Research and development of a COVID-19 vaccine is not a competition between China and the United States, but a battle between humans and the virus, Foreign Ministry spokeswoman Hua Chunying said on Monday.
Hua made the comment in response to US Senator Rick Scott's claim that China is trying to sabotage or slow down the development of a COVID-19 vaccine by Western countries. Scott declined to give details but said it had come through the intelligence community, Reuters reported.
No matter which country is the first to complete development of the vaccine and put into use, it will be a contribution to the fight against the pandemic, said Foreign Ministry spokeswoman Hua Chunying
"Since this senator said he has evidence that China is trying to sabotage Western countries in their vaccine development, then please let him present the evidence. There's no need to be shy," Hua told reporters at a daily news briefing.
President Xi Jinping announced in his speech at the opening ceremony of the 73rd session of the World Health Assembly last month that the country's COVID-19 vaccine would be a global public good when available.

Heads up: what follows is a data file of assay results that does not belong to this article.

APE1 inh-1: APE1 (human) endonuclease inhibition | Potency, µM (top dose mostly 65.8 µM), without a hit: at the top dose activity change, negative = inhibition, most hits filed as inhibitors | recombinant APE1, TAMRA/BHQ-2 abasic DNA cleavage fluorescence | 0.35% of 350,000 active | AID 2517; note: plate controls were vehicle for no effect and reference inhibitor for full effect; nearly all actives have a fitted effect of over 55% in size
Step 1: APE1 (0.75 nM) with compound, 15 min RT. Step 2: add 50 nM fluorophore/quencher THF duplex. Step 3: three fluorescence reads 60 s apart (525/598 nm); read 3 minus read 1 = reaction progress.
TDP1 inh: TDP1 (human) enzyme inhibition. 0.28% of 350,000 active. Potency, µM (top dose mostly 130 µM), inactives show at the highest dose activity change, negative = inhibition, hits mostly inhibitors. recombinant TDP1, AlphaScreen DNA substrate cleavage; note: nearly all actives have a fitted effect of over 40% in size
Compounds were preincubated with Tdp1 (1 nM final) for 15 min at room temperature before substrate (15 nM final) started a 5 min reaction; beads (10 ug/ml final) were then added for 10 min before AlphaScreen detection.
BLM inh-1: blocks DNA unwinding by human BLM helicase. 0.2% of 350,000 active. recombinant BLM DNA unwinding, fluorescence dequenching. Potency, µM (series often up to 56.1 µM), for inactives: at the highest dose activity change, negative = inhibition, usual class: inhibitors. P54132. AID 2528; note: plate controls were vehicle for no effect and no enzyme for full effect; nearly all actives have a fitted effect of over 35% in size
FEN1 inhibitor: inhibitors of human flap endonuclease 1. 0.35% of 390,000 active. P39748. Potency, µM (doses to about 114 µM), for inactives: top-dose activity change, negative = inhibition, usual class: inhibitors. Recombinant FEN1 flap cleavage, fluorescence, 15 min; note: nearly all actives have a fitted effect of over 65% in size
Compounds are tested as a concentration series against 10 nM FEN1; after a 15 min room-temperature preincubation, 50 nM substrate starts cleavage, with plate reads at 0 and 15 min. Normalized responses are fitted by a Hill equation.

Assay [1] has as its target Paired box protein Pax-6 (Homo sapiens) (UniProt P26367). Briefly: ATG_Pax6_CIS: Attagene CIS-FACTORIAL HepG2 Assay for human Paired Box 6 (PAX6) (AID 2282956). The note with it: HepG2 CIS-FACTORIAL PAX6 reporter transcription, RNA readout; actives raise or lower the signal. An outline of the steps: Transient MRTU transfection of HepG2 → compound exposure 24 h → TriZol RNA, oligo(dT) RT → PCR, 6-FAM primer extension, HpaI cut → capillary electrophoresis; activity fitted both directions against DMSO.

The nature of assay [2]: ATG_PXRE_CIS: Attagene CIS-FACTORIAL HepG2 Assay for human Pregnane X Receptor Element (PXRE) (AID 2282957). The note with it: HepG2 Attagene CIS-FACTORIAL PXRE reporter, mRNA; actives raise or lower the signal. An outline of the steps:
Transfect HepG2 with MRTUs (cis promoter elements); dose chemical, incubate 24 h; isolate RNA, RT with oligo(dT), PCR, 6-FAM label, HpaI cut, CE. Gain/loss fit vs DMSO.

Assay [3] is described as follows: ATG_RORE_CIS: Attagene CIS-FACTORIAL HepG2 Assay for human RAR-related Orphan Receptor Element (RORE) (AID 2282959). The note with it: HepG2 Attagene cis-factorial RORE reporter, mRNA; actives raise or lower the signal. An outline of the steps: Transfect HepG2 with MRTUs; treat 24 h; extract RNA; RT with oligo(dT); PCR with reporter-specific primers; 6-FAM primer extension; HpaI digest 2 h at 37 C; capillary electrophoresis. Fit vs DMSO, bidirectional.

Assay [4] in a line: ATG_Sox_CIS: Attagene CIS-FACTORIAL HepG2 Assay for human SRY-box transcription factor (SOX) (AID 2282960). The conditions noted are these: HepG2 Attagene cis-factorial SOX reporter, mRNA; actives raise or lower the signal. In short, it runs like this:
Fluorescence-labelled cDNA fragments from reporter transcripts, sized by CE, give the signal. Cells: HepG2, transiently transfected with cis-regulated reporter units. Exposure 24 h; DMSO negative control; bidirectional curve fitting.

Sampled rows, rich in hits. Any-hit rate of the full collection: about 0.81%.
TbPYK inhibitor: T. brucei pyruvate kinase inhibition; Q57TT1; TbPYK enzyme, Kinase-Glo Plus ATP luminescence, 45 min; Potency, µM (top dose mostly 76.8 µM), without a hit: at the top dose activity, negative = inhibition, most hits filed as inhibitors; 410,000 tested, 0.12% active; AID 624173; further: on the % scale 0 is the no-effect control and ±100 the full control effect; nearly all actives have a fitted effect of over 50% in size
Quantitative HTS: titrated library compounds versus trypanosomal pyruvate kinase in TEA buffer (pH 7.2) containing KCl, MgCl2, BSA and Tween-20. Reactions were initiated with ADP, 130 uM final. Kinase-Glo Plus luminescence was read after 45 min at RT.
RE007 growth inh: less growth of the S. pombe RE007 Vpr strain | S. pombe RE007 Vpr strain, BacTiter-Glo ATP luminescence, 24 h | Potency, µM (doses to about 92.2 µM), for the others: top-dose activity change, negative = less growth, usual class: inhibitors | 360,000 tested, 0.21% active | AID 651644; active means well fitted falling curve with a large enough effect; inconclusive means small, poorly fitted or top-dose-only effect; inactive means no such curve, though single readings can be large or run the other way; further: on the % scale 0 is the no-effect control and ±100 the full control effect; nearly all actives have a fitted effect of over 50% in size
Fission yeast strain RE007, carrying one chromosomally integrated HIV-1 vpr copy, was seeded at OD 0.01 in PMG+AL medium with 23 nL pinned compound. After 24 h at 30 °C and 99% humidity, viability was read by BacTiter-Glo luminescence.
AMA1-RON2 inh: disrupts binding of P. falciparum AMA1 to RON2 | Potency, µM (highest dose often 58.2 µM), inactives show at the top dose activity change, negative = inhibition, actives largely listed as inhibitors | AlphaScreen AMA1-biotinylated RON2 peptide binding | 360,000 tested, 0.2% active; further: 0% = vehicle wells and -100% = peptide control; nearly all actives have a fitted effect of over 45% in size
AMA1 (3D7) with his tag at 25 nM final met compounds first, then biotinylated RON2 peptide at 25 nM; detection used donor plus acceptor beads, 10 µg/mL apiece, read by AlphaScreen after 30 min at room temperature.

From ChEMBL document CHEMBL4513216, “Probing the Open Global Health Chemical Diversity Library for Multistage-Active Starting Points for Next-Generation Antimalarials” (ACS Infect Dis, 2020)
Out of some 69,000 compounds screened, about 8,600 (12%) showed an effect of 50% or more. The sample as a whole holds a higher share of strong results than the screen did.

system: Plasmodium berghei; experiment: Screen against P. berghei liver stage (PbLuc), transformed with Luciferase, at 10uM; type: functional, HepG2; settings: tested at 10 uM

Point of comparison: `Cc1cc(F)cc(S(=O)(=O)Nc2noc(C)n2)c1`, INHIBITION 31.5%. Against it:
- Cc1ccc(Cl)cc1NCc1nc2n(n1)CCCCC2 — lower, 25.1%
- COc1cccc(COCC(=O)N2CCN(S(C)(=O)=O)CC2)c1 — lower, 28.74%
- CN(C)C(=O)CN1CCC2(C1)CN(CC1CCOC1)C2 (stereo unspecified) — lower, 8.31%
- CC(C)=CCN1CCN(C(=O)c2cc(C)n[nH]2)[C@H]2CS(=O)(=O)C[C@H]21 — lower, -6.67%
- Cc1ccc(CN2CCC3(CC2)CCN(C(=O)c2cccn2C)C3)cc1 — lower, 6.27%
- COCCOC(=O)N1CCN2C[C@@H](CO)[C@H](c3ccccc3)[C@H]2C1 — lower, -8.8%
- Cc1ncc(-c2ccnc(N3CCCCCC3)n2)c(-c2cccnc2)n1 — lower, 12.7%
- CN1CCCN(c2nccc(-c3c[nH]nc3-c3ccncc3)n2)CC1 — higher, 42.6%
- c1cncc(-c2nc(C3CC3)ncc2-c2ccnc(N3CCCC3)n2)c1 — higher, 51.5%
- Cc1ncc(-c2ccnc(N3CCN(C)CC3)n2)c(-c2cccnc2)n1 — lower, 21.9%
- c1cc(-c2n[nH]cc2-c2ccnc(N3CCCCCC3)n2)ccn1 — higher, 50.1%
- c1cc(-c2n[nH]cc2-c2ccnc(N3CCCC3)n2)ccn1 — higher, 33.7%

No matter which country is the first to complete development of the vaccine and put into use, it will be a contribution to the fight against the pandemic, said Hua, adding that she hopes Washington will mirror Beijing's pledge to share with the world any vaccine it develops.
Also on Monday, the spokeswoman said that China's travel alert on Australia, issued by the Ministry of Culture and Tourism on Friday, was based on sufficient facts as the country has seen increased racial discrimination and violence against Chinese and other Asian people in the wake of the pandemic.
The Australian Broadcasting Corporation cited the Australian Human Rights Commission as saying that about one in four people who lodged racial discrimination complaints in February and March said they were targeted due to the coronavirus.
A Chinese-Australian family was racially targeted three times in just one week over the coronavirus in April, according to Hua.
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In Queensland, police said there have been at least 22 reported cases of racially motivated incidents since March, including physical assaults and racist slurs, she said, adding that the anti-discrimination body in the state of New South Wales received 241 official complaints between Jan 1 and April 30.
Aren't these reports "persuasive enough", asked Hua.
The Chinese government always reminds its nationals to properly arrange travel plans and to protect themselves, she said, urging Australia to face the problem and take practical measures to safeguard and guarantee the safety and rights of Chinese citizens in its territory.
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